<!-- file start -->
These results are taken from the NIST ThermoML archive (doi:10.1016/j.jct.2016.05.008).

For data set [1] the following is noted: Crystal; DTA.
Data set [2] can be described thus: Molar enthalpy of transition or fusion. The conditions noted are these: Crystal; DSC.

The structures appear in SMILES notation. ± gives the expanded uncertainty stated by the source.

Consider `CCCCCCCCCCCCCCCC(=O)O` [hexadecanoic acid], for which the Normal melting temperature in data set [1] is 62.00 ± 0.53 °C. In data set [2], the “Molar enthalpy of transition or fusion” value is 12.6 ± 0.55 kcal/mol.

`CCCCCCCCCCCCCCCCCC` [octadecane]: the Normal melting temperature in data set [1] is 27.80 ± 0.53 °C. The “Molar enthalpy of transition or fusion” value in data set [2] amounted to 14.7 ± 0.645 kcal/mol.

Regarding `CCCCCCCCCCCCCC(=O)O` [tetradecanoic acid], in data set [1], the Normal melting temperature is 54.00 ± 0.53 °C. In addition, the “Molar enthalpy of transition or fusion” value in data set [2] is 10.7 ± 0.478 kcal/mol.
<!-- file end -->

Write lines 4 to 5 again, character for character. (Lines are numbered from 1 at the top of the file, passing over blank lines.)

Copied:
The structures appear in SMILES notation. ± gives the expanded uncertainty stated by the source.

Consider `CCCCCCCCCCCCCCCC(=O)O` [hexadecanoic acid], for which the Normal melting temperature in data set [1] is 62.00 ± 0.53 °C. In data set [2], the “Molar enthalpy of transition or fusion” value is 12.6 ± 0.55 kcal/mol.